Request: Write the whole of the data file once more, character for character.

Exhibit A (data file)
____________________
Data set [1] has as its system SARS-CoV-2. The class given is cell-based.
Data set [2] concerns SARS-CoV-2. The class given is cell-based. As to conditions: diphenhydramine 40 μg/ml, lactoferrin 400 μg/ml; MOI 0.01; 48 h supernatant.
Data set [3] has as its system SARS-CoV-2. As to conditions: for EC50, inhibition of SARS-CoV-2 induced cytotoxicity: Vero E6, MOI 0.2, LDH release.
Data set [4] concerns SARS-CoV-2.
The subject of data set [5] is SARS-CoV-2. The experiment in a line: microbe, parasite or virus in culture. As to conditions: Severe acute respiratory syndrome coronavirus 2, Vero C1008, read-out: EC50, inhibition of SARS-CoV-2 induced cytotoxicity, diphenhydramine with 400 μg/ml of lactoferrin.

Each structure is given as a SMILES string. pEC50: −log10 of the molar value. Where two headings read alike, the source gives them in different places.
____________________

Data set [1] has as its system SARS-CoV-2. The class given is cell-based.
Data set [2] concerns SARS-CoV-2. The class given is cell-based. As to conditions: diphenhydramine 40 μg/ml, lactoferrin 400 μg/ml; MOI 0.01; 48 h supernatant.
Data set [3] has as its system SARS-CoV-2. As to conditions: for EC50, inhibition of SARS-CoV-2 induced cytotoxicity: Vero E6, MOI 0.2, LDH release.
Data set [4] concerns SARS-CoV-2.
The subject of data set [5] is SARS-CoV-2. The experiment in a line: microbe, parasite or virus in culture. As to conditions: Severe acute respiratory syndrome coronavirus 2, Vero C1008, read-out: EC50, inhibition of SARS-CoV-2 induced cytotoxicity, diphenhydramine with 400 μg/ml of lactoferrin.

Each structure is given as a SMILES string. pEC50: −log10 of the molar value. Where two headings read alike, the source gives them in different places.